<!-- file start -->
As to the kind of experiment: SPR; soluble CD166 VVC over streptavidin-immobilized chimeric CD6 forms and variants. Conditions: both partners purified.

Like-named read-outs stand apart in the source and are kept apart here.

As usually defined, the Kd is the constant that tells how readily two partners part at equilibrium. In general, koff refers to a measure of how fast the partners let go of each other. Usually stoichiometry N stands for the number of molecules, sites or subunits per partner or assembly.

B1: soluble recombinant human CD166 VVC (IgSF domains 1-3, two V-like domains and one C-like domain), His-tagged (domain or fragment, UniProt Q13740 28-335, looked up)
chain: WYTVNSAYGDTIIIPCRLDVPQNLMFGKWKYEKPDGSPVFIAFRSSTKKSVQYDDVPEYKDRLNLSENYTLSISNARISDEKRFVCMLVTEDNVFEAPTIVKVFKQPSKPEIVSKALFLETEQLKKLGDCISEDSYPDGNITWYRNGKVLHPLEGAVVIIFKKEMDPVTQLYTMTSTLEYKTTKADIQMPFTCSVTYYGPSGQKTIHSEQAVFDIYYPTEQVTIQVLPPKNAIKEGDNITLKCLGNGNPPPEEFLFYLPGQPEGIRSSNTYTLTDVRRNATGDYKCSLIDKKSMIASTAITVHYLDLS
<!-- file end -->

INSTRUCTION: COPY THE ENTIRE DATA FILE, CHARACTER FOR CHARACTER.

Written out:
As to the kind of experiment: SPR; soluble CD166 VVC over streptavidin-immobilized chimeric CD6 forms and variants. Conditions: both partners purified.

Like-named read-outs stand apart in the source and are kept apart here.

As usually defined, the Kd is the constant that tells how readily two partners part at equilibrium. In general, koff refers to a measure of how fast the partners let go of each other. Usually stoichiometry N stands for the number of molecules, sites or subunits per partner or assembly.

B1: soluble recombinant human CD166 VVC (IgSF domains 1-3, two V-like domains and one C-like domain), His-tagged (domain or fragment, UniProt Q13740 28-335, looked up)
chain: WYTVNSAYGDTIIIPCRLDVPQNLMFGKWKYEKPDGSPVFIAFRSSTKKSVQYDDVPEYKDRLNLSENYTLSISNARISDEKRFVCMLVTEDNVFEAPTIVKVFKQPSKPEIVSKALFLETEQLKKLGDCISEDSYPDGNITWYRNGKVLHPLEGAVVIIFKKEMDPVTQLYTMTSTLEYKTTKADIQMPFTCSVTYYGPSGQKTIHSEQAVFDIYYPTEQVTIQVLPPKNAIKEGDNITLKCLGNGNPPPEEFLFYLPGQPEGIRSSNTYTLTDVRRNATGDYKCSLIDKKSMIASTAITVHYLDLS